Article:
A Real Blogger?

My third post in as many weeks?!: I may be in danger of becoming a real blogger!

My second Irish play in 12 months: … and although I estimate the Irish to be a magical people … a real actor? I think it unlikely, after all … “the best in this kind are but shadows.”

The Seafarer

I come by Irish connection honestly. My maternal great-great-grandfather emigrated from Dublin to Sydney in 1860 and in 1816 others in my maternal line were transported to Australia for making pot’een (whiskey) without a license. A manufacture that I call a service, not a crime.


Half my blood is Celtic.

Tickets available here

Great play, great cast. Tickets going fast.


If That is Your Real Name…

Regular readers of this column will know that I seldom post more than once a month. But it’s just come to my attention that the BBC has posted online a comedy series that a writer well known to me (a certain Collin Johnson) knocked out a while ago.

Here is the link:

And I’m posting it now, because the clock is running. At this writing there are only 21 days to listen to it.

thThe series stars the late amazing Peter Jones, a British national favorite on the long-running BBC radio game Just A Minute, and the original voice-over artist on A Hitch-hiker’s Guide to The Galaxy, given the immortal line, “Space is big. Really big. You just won’t believe how vastly, hugely, mind-bogglingly big it is. I mean, you may think it’s a long way down the road to the chemist, but that’s just peanuts to space.”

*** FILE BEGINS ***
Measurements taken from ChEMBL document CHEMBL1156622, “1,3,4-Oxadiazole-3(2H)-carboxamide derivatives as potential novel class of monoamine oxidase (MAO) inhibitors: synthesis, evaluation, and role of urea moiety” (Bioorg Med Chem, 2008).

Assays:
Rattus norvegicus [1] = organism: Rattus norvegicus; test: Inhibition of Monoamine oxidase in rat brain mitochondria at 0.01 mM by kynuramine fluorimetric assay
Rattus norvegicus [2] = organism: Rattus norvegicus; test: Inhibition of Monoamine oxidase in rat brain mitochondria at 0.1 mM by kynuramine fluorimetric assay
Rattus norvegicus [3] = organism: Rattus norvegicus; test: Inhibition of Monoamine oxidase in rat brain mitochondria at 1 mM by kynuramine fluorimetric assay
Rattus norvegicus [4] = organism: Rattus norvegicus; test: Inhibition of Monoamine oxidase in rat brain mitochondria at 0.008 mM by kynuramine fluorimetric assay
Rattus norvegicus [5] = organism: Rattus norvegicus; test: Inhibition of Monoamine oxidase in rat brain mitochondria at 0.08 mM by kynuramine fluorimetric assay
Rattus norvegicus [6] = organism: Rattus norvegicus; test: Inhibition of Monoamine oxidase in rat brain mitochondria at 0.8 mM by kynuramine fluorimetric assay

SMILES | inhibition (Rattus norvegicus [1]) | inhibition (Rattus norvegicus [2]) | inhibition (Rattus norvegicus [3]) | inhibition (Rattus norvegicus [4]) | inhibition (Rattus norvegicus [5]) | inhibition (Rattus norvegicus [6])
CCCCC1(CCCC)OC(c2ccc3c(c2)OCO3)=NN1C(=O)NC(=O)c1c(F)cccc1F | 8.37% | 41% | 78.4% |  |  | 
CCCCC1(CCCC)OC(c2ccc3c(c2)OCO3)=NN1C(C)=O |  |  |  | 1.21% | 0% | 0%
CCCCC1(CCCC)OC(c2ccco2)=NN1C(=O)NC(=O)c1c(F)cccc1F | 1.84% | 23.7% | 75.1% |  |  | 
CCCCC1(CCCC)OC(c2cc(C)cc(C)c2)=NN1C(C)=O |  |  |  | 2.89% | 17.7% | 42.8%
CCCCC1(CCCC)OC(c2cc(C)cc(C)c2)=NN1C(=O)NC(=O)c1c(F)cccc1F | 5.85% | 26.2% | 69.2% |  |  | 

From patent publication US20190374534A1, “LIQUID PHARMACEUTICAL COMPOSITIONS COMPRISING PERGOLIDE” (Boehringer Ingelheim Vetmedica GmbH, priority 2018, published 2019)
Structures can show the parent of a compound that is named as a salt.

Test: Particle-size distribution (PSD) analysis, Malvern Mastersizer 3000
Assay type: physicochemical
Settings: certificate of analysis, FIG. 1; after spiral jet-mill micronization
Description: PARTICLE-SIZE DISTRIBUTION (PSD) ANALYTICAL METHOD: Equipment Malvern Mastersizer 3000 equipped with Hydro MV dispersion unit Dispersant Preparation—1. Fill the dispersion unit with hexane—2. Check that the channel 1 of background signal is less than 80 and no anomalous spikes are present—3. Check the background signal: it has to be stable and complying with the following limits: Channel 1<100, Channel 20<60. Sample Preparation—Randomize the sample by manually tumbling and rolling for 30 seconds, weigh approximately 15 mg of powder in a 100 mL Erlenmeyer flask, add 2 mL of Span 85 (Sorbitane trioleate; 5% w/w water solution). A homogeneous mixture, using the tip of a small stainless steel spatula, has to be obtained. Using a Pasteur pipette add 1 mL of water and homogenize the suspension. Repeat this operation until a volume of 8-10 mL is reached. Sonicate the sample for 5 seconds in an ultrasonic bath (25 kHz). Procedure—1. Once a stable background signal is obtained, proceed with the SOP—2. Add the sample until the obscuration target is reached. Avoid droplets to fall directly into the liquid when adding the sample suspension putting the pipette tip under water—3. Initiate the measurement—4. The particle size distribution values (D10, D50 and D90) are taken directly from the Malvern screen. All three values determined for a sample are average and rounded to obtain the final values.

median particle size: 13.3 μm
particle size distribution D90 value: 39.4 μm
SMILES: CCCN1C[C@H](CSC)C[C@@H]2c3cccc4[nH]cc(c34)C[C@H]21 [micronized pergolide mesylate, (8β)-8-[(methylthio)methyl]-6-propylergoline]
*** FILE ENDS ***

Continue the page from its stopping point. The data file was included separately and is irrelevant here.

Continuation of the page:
Other wonderful actors in the show include the luminous Celestine Randall and the splendid, Jeffry Wickham

When the very first episode of Capital Gains (not posted online, but available in this volume) was broadcast, we had a large mailbag from the public. My favorite was a letter that said, in praise of Peter Jones and his incomparable voice, (Desert Island Discs another long-running BBC radio show, is the reference) “… he would be my luxury on a desert island.”




Political Theatre

Deeply sad news this week of the too-early death of Jan Maxwell. I only worked with her once, back in 2002, when I took over from Nick Woodeson in House and Garden at the Manhattan Theatre Club.


On stage Jan was an elegant, intelligent presence, handling language with poise and precision and impeccable comic timing. Backstage her vocabulary was, what’s the word I want? Vigorous, energetic, vivid, feisty … all of these and more. I specially enjoyed her acerbic wit. She was the most generous of scene partners and a joy to play with.

I say political because as a dedicated artist, Jan worked whenever she could for The Wrestling School, a theatre company which produces the plays of Howard Barker. It was good to see the New York Times acknowledge her work both in an obituary and a feature article.

My own politics are green-of-centre.

I am among those subversives who wants clean energy solutions. In memory of a truly sparkling talent I recommend — it’s a way to fund eco-friendly people and projects.